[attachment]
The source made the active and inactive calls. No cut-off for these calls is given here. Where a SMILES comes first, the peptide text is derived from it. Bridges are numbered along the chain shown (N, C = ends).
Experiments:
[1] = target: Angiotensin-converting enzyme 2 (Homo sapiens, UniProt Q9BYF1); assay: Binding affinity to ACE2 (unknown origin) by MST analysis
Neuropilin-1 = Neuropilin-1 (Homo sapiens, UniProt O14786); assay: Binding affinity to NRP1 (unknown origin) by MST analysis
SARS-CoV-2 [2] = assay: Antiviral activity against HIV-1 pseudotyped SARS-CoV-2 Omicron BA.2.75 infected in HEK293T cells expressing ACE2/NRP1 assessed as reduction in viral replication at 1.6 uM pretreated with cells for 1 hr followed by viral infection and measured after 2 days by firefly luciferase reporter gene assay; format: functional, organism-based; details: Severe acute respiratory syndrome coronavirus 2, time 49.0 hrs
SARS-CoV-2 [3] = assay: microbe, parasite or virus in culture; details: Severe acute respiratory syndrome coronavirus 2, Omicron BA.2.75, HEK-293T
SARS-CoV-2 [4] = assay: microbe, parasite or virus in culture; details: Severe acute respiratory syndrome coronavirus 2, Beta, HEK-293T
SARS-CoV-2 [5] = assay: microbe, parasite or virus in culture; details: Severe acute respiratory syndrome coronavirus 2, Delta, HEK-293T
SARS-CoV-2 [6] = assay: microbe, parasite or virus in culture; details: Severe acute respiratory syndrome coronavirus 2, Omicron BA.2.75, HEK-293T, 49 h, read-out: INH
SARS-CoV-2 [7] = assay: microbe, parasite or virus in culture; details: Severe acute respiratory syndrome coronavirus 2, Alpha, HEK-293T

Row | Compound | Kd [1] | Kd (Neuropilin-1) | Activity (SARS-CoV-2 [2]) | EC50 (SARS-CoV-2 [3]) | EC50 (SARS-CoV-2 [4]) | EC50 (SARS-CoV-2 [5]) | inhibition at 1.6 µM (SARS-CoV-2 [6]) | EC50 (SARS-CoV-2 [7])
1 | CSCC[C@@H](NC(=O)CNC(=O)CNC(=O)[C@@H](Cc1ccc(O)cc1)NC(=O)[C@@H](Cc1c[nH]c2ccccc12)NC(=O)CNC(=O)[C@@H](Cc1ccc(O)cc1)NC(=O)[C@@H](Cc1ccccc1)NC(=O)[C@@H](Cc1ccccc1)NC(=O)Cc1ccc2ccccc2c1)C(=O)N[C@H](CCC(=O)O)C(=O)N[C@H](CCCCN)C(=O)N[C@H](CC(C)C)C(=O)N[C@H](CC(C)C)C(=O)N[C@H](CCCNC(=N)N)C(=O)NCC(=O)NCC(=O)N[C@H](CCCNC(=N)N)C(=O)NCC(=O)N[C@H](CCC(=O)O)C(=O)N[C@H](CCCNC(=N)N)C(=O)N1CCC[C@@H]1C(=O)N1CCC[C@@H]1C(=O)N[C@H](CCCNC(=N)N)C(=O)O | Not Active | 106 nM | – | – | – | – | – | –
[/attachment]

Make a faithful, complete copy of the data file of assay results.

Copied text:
The source made the active and inactive calls. No cut-off for these calls is given here. Where a SMILES comes first, the peptide text is derived from it. Bridges are numbered along the chain shown (N, C = ends).
Experiments:
[1] = target: Angiotensin-converting enzyme 2 (Homo sapiens, UniProt Q9BYF1); assay: Binding affinity to ACE2 (unknown origin) by MST analysis
Neuropilin-1 = Neuropilin-1 (Homo sapiens, UniProt O14786); assay: Binding affinity to NRP1 (unknown origin) by MST analysis
SARS-CoV-2 [2] = assay: Antiviral activity against HIV-1 pseudotyped SARS-CoV-2 Omicron BA.2.75 infected in HEK293T cells expressing ACE2/NRP1 assessed as reduction in viral replication at 1.6 uM pretreated with cells for 1 hr followed by viral infection and measured after 2 days by firefly luciferase reporter gene assay; format: functional, organism-based; details: Severe acute respiratory syndrome coronavirus 2, time 49.0 hrs
SARS-CoV-2 [3] = assay: microbe, parasite or virus in culture; details: Severe acute respiratory syndrome coronavirus 2, Omicron BA.2.75, HEK-293T
SARS-CoV-2 [4] = assay: microbe, parasite or virus in culture; details: Severe acute respiratory syndrome coronavirus 2, Beta, HEK-293T
SARS-CoV-2 [5] = assay: microbe, parasite or virus in culture; details: Severe acute respiratory syndrome coronavirus 2, Delta, HEK-293T
SARS-CoV-2 [6] = assay: microbe, parasite or virus in culture; details: Severe acute respiratory syndrome coronavirus 2, Omicron BA.2.75, HEK-293T, 49 h, read-out: INH
SARS-CoV-2 [7] = assay: microbe, parasite or virus in culture; details: Severe acute respiratory syndrome coronavirus 2, Alpha, HEK-293T

Row | Compound | Kd [1] | Kd (Neuropilin-1) | Activity (SARS-CoV-2 [2]) | EC50 (SARS-CoV-2 [3]) | EC50 (SARS-CoV-2 [4]) | EC50 (SARS-CoV-2 [5]) | inhibition at 1.6 µM (SARS-CoV-2 [6]) | EC50 (SARS-CoV-2 [7])
1 | CSCC[C@@H](NC(=O)CNC(=O)CNC(=O)[C@@H](Cc1ccc(O)cc1)NC(=O)[C@@H](Cc1c[nH]c2ccccc12)NC(=O)CNC(=O)[C@@H](Cc1ccc(O)cc1)NC(=O)[C@@H](Cc1ccccc1)NC(=O)[C@@H](Cc1ccccc1)NC(=O)Cc1ccc2ccccc2c1)C(=O)N[C@H](CCC(=O)O)C(=O)N[C@H](CCCCN)C(=O)N[C@H](CC(C)C)C(=O)N[C@H](CC(C)C)C(=O)N[C@H](CCCNC(=N)N)C(=O)NCC(=O)NCC(=O)N[C@H](CCCNC(=N)N)C(=O)NCC(=O)N[C@H](CCC(=O)O)C(=O)N[C@H](CCCNC(=N)N)C(=O)N1CCC[C@@H]1C(=O)N1CCC[C@@H]1C(=O)N[C@H](CCCNC(=N)N)C(=O)O | Not Active | 106 nM | – | – | – | – | – | –